Biography of Ernst Schweninger
Ernst Schweninger studied in Munich from 1866. After graduation he was assistant to Ludwig von Buhl (1816-1880) from 1870 to 1879. He was approbiert 1873, and in 1875 was habilitated for pathological anatomy. In this period he published works on diphteriae and tuberculosis.
Due to his success with the cure introduced by Max Joseph Oertel (1835-1897), Schweninger became acquainted with Prince Otto von Bismarck (1815-1898) who invited him to Berlin as his personal physician. Against the vote of the Berlin medical faculty, in 1884 he was appointed ausserordentlicher professor of dermatology and head of the department for diseases of the skin at the Berlin Charité. In 1902 he received the assignment of teaching general pathology and therapy and the history of medicine, renouncing his teaching in dermatology.
In 1900 Schweninger he was chosen as director of the newly built Kreiskrankenhaus in Lichterfelde near Berlin. At this institution he established a school of natural therapy, and attracted large numbers of students. In 1906 he left Berlin to settle in Burg Schwaneck, and later moved on to Munich, where he died in 1924.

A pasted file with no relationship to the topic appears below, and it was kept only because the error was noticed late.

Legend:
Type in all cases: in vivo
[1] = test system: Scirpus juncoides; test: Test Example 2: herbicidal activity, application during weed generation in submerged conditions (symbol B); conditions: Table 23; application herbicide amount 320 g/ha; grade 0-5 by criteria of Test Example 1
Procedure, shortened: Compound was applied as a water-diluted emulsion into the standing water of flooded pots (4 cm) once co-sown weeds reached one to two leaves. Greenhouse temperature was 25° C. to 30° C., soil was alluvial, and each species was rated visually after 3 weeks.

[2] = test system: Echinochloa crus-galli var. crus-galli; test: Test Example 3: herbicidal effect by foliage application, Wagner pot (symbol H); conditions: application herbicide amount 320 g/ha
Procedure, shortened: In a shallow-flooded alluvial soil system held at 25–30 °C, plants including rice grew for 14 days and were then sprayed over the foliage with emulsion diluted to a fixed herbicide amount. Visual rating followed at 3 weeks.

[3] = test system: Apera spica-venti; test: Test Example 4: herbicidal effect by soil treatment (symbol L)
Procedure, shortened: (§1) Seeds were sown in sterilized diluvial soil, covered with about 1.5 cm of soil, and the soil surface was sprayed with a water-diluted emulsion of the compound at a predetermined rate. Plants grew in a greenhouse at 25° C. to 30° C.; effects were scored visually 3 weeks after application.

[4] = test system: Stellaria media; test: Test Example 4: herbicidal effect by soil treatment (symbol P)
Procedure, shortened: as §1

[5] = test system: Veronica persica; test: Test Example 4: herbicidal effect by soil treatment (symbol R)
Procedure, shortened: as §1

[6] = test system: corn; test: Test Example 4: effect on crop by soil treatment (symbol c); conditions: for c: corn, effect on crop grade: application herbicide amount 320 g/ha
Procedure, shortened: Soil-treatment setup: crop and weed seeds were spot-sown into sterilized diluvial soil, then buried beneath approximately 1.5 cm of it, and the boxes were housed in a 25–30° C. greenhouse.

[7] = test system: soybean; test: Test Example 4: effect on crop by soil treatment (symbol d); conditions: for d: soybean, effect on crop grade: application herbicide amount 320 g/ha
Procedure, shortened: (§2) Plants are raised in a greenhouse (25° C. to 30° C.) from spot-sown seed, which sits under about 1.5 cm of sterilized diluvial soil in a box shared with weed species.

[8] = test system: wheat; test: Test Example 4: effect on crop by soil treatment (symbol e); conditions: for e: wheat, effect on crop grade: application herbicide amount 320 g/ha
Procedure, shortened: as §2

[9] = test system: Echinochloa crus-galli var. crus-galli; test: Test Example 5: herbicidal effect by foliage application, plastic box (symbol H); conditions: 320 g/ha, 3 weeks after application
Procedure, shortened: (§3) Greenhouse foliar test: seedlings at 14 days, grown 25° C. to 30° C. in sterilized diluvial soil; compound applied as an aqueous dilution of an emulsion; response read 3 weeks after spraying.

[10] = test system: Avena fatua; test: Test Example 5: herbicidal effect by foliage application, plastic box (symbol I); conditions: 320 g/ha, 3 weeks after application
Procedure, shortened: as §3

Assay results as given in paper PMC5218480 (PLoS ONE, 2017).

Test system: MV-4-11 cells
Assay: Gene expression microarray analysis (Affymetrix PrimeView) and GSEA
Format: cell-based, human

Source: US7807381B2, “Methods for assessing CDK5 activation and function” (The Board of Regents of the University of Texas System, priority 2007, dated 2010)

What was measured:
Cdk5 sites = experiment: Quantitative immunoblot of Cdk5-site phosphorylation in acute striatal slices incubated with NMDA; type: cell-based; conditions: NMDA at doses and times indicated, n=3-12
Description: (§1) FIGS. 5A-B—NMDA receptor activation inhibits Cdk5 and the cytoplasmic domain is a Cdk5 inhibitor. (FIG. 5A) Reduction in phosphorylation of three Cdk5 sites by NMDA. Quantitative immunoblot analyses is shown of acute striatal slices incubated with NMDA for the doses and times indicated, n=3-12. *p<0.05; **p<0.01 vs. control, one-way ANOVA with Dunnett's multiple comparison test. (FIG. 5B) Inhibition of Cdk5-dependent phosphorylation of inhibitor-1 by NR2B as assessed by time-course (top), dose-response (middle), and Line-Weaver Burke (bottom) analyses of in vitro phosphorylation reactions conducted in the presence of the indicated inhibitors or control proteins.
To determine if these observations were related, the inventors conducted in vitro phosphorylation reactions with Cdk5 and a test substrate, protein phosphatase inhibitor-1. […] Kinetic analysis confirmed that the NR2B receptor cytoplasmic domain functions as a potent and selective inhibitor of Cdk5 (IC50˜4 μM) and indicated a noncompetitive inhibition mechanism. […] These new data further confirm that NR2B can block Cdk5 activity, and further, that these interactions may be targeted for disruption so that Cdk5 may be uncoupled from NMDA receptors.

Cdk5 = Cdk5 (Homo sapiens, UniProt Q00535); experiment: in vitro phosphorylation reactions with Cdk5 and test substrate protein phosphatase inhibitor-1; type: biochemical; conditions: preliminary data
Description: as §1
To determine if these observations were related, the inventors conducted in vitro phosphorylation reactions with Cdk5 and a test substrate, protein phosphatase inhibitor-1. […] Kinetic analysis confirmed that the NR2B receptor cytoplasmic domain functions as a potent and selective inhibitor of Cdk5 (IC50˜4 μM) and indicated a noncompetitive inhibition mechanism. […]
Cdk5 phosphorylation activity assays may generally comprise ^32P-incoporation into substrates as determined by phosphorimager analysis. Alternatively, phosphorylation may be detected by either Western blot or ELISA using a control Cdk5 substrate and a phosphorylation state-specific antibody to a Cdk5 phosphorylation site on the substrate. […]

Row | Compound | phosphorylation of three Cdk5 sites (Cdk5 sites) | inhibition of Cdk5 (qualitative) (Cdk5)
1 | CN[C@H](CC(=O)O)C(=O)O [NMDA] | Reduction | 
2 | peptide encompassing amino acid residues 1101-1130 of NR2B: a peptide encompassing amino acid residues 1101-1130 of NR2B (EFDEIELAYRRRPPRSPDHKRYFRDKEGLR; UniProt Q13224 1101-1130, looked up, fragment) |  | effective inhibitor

Schweninger’s personality and medical views were highly controversial in his time, because he maintained that medicine is neither science nor applied science.
- Gesammelte Arbeiten. Berlin, 1896.
A compilation of Schweninger’s various works.
- Cur und Curen.
In: Anton Drasche:(1826-1904): Bibliothek der gesammten medicinischen Wissenschaften. 11 volumes, supplement and register, Teschen; Wien, Leipzig, 1894-1903.
- Die Fettsucht. With F. Buzzi.
In: Anton Drasche: (1826-1904) Bibliothek der gesammten medicinischen Wissenschaften. Teschen; Wien, Leipzig, 1894-1903.
- Zum Andenken an . . .
Published on the occasion of the first anniversary of Otto von Bismarck’s death. Leipzig, 1900.
- Der Arzt. Frankfurt am Main, 1906.